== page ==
• H02H5/04Emergency protective circuit arrangements for automatic disconnection directly responsive to an undesired change from normal non-electric working conditions with or without subsequent reconnection responsive to abnormal temperature
    • H02H5/042Emergency protective circuit arrangements for automatic disconnection directly responsive to an undesired change from normal non-electric working conditions with or without subsequent reconnection responsive to abnormal temperature using temperature dependent resistors
    • H02H5/043Emergency protective circuit arrangements for automatic disconnection directly responsive to an undesired change from normal non-electric working conditions with or without subsequent reconnection responsive to abnormal temperature using temperature dependent resistors the temperature dependent resistor being disposed parallel to a heating wire, e.g. in a heating blanket
    • HELECTRICITY
    • H05ELECTRIC TECHNIQUES NOT OTHERWISE PROVIDED FOR
    • H05BELECTRIC HEATING; ELECTRIC LIGHTING NOT OTHERWISE PROVIDED FOR
    • H05B1/00Details of electric heating devices
    • H05B1/02Automatic switching arrangements specially adapted to apparatus ; Control of heating devices
    • H05B1/0227Applications
    • HELECTRICITY
    • H05ELECTRIC TECHNIQUES NOT OTHERWISE PROVIDED FOR
    • H05BELECTRIC HEATING; ELECTRIC LIGHTING NOT OTHERWISE PROVIDED FOR
    • H05B3/00Ohmic-resistance heating
    • H05B3/40Heating elements having the shape of rods or tubes
    • H05B3/54Heating elements having the shape of rods or tubes flexible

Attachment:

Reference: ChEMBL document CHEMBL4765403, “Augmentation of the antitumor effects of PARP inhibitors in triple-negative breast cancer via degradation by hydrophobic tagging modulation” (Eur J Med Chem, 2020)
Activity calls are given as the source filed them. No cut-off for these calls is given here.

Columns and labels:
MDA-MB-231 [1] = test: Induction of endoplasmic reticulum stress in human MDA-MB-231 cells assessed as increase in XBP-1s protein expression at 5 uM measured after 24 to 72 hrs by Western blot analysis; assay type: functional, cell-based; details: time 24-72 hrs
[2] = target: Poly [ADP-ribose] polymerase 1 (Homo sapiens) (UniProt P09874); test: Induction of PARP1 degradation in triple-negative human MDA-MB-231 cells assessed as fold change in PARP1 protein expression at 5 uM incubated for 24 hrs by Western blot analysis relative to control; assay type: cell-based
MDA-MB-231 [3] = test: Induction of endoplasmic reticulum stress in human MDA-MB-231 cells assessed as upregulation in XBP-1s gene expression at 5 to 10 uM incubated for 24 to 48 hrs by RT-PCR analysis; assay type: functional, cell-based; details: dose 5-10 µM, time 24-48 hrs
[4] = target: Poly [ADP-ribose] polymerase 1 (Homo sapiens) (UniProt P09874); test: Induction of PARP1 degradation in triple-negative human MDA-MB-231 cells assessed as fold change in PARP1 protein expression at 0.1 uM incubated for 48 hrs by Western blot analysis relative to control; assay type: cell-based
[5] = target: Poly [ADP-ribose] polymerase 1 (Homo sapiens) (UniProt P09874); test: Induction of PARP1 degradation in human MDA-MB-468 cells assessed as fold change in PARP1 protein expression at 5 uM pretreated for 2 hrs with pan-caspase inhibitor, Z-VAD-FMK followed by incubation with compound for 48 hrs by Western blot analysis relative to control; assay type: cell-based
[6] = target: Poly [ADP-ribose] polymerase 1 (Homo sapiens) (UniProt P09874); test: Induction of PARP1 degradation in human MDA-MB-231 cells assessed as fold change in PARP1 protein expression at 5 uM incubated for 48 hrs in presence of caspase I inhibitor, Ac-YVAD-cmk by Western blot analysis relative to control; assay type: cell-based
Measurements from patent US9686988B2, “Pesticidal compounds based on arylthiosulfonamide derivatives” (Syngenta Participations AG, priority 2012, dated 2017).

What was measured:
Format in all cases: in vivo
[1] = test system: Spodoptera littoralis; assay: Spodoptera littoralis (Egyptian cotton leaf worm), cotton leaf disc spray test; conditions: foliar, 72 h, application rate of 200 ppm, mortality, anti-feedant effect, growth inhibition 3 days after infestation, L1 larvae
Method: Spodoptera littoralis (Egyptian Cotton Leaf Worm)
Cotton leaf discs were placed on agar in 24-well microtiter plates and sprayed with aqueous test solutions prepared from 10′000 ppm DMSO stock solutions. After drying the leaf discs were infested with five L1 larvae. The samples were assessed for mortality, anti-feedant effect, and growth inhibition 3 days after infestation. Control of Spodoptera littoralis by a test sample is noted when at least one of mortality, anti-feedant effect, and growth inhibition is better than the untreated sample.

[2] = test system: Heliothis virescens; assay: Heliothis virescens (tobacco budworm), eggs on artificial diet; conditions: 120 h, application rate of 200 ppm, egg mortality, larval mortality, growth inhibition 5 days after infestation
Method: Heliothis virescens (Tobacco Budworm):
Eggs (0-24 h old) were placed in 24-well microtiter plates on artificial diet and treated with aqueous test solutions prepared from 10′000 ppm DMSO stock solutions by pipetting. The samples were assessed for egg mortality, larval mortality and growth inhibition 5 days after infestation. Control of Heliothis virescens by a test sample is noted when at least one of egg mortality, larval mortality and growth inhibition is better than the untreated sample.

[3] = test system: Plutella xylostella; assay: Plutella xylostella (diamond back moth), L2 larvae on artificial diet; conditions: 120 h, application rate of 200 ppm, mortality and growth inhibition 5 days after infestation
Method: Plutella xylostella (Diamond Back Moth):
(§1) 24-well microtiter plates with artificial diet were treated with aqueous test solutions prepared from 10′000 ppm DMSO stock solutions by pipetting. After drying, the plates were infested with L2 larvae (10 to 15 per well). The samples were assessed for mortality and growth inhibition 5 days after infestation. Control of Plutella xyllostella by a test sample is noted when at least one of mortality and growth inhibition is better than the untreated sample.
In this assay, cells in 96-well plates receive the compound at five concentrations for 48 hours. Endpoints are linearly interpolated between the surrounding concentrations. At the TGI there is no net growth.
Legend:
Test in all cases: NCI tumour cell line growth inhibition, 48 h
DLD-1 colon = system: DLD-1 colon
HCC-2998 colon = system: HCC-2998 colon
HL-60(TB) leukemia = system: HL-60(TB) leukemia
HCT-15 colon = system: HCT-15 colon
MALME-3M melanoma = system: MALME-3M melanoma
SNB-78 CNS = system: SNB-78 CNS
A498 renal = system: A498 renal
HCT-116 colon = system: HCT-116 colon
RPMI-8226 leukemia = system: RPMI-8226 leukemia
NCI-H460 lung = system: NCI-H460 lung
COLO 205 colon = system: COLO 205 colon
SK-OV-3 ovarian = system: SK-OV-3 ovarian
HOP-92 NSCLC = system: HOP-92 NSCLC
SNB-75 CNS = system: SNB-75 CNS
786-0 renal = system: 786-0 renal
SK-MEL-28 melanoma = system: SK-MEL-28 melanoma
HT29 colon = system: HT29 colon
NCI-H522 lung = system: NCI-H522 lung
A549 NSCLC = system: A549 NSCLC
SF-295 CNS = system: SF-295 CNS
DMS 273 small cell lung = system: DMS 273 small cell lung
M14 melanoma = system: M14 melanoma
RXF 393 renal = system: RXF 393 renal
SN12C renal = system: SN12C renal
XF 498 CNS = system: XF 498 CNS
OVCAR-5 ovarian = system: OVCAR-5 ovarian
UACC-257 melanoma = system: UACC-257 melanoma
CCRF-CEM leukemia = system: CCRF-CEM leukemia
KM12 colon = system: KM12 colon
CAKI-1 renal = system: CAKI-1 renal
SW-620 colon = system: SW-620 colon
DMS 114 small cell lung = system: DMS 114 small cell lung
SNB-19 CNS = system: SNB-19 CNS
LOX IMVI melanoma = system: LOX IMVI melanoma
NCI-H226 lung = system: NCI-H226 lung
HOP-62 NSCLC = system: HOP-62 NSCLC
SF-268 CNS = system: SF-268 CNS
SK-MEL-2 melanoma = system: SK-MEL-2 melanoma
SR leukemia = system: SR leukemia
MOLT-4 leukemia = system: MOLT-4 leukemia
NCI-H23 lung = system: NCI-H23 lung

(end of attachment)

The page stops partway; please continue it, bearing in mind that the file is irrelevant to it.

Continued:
• H05B3/56Heating cables
    • BPERFORMING OPERATIONS; TRANSPORTING
    • B64AIRCRAFT; AVIATION; COSMONAUTICS
    • B64DEQUIPMENT FOR FITTING IN OR TO AIRCRAFT; FLYING SUITS; PARACHUTES; ARRANGEMENTS OR MOUNTING OF POWER PLANTS OR PROPULSION TRANSMISSIONS IN AIRCRAFT
    • B64D15/00De-icing or preventing icing on exterior surfaces of aircraft
    • B64D15/12De-icing or preventing icing on exterior surfaces of aircraft by electric heating
    • HELECTRICITY
    • H05ELECTRIC TECHNIQUES NOT OTHERWISE PROVIDED FOR
    • H05BELECTRIC HEATING; ELECTRIC LIGHTING NOT OTHERWISE PROVIDED FOR
    • H05B2203/00Aspects relating to Ohmic resistive heating covered by group H05B3/00
    • H05B2203/014Heaters using resistive wires or cables not provided for in H05B3/54
    • HELECTRICITY
    • H05ELECTRIC TECHNIQUES NOT OTHERWISE PROVIDED FOR
    • H05BELECTRIC HEATING; ELECTRIC LIGHTING NOT OTHERWISE PROVIDED FOR
    • H05B2203/00Aspects relating to Ohmic resistive heating covered by group H05B3/00